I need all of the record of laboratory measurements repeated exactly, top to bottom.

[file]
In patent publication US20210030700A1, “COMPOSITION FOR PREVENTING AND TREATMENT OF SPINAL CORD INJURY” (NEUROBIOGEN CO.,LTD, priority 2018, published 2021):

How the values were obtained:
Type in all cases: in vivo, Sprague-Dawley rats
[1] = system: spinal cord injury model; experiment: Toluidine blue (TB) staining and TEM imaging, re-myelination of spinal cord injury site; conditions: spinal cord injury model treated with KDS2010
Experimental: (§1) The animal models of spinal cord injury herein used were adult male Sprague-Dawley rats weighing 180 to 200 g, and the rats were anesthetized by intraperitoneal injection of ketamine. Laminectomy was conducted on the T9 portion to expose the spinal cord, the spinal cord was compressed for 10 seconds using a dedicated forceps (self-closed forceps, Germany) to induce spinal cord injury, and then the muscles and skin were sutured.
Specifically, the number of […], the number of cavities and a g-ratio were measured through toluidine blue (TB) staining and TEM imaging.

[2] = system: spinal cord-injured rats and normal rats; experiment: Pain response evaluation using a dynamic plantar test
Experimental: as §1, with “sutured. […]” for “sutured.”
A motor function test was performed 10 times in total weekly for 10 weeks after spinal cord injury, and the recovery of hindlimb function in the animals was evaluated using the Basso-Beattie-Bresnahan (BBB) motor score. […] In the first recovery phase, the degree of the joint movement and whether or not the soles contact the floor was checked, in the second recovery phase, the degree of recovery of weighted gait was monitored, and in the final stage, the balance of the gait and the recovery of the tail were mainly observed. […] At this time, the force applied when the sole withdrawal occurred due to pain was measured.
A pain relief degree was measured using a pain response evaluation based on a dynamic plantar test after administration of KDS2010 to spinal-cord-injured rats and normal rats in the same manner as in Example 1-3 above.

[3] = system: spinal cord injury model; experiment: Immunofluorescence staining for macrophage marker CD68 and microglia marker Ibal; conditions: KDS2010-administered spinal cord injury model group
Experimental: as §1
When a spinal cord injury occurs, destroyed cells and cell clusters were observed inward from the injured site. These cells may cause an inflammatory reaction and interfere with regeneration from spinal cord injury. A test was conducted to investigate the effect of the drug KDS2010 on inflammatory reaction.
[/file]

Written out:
In patent publication US20210030700A1, “COMPOSITION FOR PREVENTING AND TREATMENT OF SPINAL CORD INJURY” (NEUROBIOGEN CO.,LTD, priority 2018, published 2021):

How the values were obtained:
Type in all cases: in vivo, Sprague-Dawley rats
[1] = system: spinal cord injury model; experiment: Toluidine blue (TB) staining and TEM imaging, re-myelination of spinal cord injury site; conditions: spinal cord injury model treated with KDS2010
Experimental: (§1) The animal models of spinal cord injury herein used were adult male Sprague-Dawley rats weighing 180 to 200 g, and the rats were anesthetized by intraperitoneal injection of ketamine. Laminectomy was conducted on the T9 portion to expose the spinal cord, the spinal cord was compressed for 10 seconds using a dedicated forceps (self-closed forceps, Germany) to induce spinal cord injury, and then the muscles and skin were sutured.
Specifically, the number of […], the number of cavities and a g-ratio were measured through toluidine blue (TB) staining and TEM imaging.

[2] = system: spinal cord-injured rats and normal rats; experiment: Pain response evaluation using a dynamic plantar test
Experimental: as §1, with “sutured. […]” for “sutured.”
A motor function test was performed 10 times in total weekly for 10 weeks after spinal cord injury, and the recovery of hindlimb function in the animals was evaluated using the Basso-Beattie-Bresnahan (BBB) motor score. […] In the first recovery phase, the degree of the joint movement and whether or not the soles contact the floor was checked, in the second recovery phase, the degree of recovery of weighted gait was monitored, and in the final stage, the balance of the gait and the recovery of the tail were mainly observed. […] At this time, the force applied when the sole withdrawal occurred due to pain was measured.
A pain relief degree was measured using a pain response evaluation based on a dynamic plantar test after administration of KDS2010 to spinal-cord-injured rats and normal rats in the same manner as in Example 1-3 above.

[3] = system: spinal cord injury model; experiment: Immunofluorescence staining for macrophage marker CD68 and microglia marker Ibal; conditions: KDS2010-administered spinal cord injury model group
Experimental: as §1
When a spinal cord injury occurs, destroyed cells and cell clusters were observed inward from the injured site. These cells may cause an inflammatory reaction and interfere with regeneration from spinal cord injury. A test was conducted to investigate the effect of the drug KDS2010 on inflammatory reaction.